Critics of the assertive role the federal judiciary has thus far played in the “war on terrorism” argue that it is well established that the courts have never previously been open during “wartime” to individuals identified by the Executive Branch as “enemies.” Based upon a largely unexplored body of case law, this Article suggests that such a contention is a historical myth. To the contrary, U.S. courts have a long and rich history of hearing wartime cases where the government alleged that a private party was an “enemy,” and the private party maintained that he was not. The common law “enemy alien disability rule,” to whatever extent it remains viable, simply has no application to cases where there is a colorable question as to whether the relevant individual is, in fact, an enemy. To be sure, the courts have shown broad deference to the government in these cases, as a result of which the government has usually prevailed. But such outcomes have come only after thorough and searching analysis of the underlying jurisdictional fact—of whether the individual is, in fact, an “enemy” under the relevant definition.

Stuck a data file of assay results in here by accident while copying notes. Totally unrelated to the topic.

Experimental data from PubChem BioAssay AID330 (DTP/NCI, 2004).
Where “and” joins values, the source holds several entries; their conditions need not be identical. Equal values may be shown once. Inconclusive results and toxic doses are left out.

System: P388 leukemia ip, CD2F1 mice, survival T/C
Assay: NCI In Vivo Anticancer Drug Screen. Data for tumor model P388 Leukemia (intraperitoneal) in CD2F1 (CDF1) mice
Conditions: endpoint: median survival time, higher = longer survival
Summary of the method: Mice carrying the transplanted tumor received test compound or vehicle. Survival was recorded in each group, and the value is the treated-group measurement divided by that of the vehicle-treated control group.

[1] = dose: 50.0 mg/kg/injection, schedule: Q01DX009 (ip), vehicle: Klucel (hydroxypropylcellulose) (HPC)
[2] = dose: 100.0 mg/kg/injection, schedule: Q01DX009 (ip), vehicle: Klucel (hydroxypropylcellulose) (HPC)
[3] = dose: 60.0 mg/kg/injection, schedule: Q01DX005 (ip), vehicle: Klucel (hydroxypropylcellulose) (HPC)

Hamdan, Terror, War

Allen S. Weiner

11 Lewis & Clark L. Rev. 997 (2007)

What makes a “war”? Professor Weiner argues that the self-styled “war on terror” launched by the United States against al-Qaeda and other terrorist entities mischaracterizes the nature of the conflict. This mischaracterization is not merely a matter of semantics, but has been used to vest the Executive Branch with substantial legal powers only available in wartime. Although Professor Weiner acknowledges certain important similarities between the “war on terror” and conventional forms of armed conflict, he submits that the Executive Branch has chosen not to accept wartime’s legal duties even as it claims wartime rights in the fight against terrorism. Professor Weiner criticizes the Supreme Court’s decision in Hamdan v. Rumsfeld that Common Article 3 of the Geneva Conventions applies to the Guantanamo detainees. Although this ruling extended some limited protections to the Guantanamo detainees, it effectively endorses the Executive Branch’s assertion of sweeping wartime powers in the fight against terrorism. Finally, Professor Weiner argues that the potentially unbounded character of the conflict against terrorism creates powerful reasons for the Judiciary to apply traditional principles of checks and balances and to limit Executive Branch powers in this new “war on terror.”

Why States Need an International Law for Information Operations

Duncan B. Hollis

11 Lewis & Clark L. Rev. 1023 (2007)